Most plants can thrive in a self-watering planter, but some plants do notably better when housed in a self-watering container. There are several key signs that your plants (and you) could benefit from a self-watering planter, such as:
- You often forget to water plants
- You tend to overwater plants
- Have had any issues with root rot
- Plants are kept at a large property that requires a lot of maintenance
- You’re housing plants that are finicky about their environment and don’t do well in soil that is too moist or too dry.
What is a Self Watering Planter?
A self-watering planter can be designed in several different ways, but generally speaking, it is a planter with a separate chamber to store excess water. After you water a plant, the water flows through the layers of soil and ends up at the bottom of the pot – where the roots are. Plant roots are sensitive to mold and rot if left soaking in water. This is why many people drill a hole in the side of planters to let excess water drain out.
The added chamber in a self-watering planter is a better solution to drilling holes in your planters. It serves as a place to store water where the plant can access it as-needed. This not only reduces water waste, but also it decreases the risk a plant will dry out and die due to lack of water.
All self-watering planters have some type of overflow container that fills up with water, but some systems work differently than others. The most basic option includes an overflow container that must be removed when it is full and then physically poured back over the plant. This takes time and effort.
TerraCast self-watering planters defy gravity by pulling water back up into the plant as the soil dries out. That way, even if you forget to water a plant for a couple of weeks, it has a backup supply. This conserves maintenance, reduces water usage, and benefits the health of the plant without any extra thought or effort on your behalf. Learn more
Plants that Prefer Self Watering Containers
Self-watering planters are designed to draw water back up into the soil, therefore, the soil remains moist. This provides healthy conditions for many plants, although, certain plants prefer to live in dry soil and are not the best candidates for self-watering containers. One example is a succulent, which does best in dry soil with very little water. Plants that prefer moist soil are greatly benefited by a self-watering planter, such as…
Perennials are easy to grow, pretty, colorful, and available in many varieties. Some perennials prefer the sun while others do best in the shade, but all varieties prefer mild climates (hardiness zones 3 to 8).
- Tropical plants
Tropical plants are made to thrive in tropical weather which is humid and moist, therefore, tropical plants prefer moist soil.
Vegetables and self-watering planters are a perfect match. Veggie gardens are often in raised beds, and a container offers the same benefits of this. The key is to find vegetables that will not outgrow the sides of the container.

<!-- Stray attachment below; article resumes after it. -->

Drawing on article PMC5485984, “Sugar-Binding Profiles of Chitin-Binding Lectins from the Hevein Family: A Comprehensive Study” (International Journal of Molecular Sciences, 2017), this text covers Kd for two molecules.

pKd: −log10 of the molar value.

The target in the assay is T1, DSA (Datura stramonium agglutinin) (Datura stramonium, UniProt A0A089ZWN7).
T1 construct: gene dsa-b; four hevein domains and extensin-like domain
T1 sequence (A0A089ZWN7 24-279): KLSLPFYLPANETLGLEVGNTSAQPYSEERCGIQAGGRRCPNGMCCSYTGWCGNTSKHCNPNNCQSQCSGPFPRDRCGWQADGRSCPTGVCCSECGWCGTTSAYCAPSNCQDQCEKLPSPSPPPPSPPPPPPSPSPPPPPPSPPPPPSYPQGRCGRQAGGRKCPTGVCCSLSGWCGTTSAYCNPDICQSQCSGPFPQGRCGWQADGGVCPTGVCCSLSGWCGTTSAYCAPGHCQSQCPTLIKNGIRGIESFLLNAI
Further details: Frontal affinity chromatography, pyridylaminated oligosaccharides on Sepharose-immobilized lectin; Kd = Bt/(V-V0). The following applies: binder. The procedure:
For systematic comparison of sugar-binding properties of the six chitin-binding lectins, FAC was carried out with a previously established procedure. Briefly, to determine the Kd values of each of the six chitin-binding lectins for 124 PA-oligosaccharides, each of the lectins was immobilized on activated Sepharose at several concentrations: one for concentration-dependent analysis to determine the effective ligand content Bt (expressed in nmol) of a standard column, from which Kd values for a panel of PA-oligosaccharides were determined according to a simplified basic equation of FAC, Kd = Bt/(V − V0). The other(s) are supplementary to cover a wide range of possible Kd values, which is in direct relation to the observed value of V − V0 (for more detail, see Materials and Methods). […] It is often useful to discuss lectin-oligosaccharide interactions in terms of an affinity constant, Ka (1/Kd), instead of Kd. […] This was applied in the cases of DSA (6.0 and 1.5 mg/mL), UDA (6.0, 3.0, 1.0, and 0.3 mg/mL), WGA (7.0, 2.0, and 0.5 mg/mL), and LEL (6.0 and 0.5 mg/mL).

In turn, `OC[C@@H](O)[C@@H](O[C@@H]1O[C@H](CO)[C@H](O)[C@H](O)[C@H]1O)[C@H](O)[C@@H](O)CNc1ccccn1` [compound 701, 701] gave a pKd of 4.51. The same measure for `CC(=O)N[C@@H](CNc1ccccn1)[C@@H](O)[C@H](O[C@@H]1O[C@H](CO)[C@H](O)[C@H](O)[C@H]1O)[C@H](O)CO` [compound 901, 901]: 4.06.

Many types of annuals exist, with some blooming all the way from late spring to early fall. These flowers are great fillers and come in a range of colors. Annuals prefer moist soil and can even excel in overly damp soil.
4 Benefits of Self Watering Planters
Sure, plants don’t need self-watering planters – you can grow plants in the ground, or in any old pot. Yet, it takes more time and effort on your part to make plants thrive without a self-sufficient planter. Plus, self-watering planters offer a host of benefits, such as:
#1. Soil has better nutrient retention
Due to the closed-system created by a self-watering planter, the nutrients remain in the soil better. As water runs through a plant’s soil, it takes nutritious particles with it. Nutrients are continually lost when water drips out the bottom of the planter. By reusing the same water that has already run through a plant, lost nutrients are replaced.
#2. Protects roots
Root rot is a real problem in the container plant world and self-watering planters offer a viable solution to the issue. By simply preventing roots from soaking in water for prolonged periods of time, you can encourage healthy growth and development of plant roots.
#3. Reduces water usage
Saving water is always a good thing and self-watering planters allow you to do just that. By reusing the water that has already run through the plant, you reduce how much fresh water is required to maintain plants.
#4. Easier to maintain
Since you don’t have to worry about watering your plants all the time, it takes less time to maintain a thriving garden. Even in the peak heat of summer when plants generally require the most water.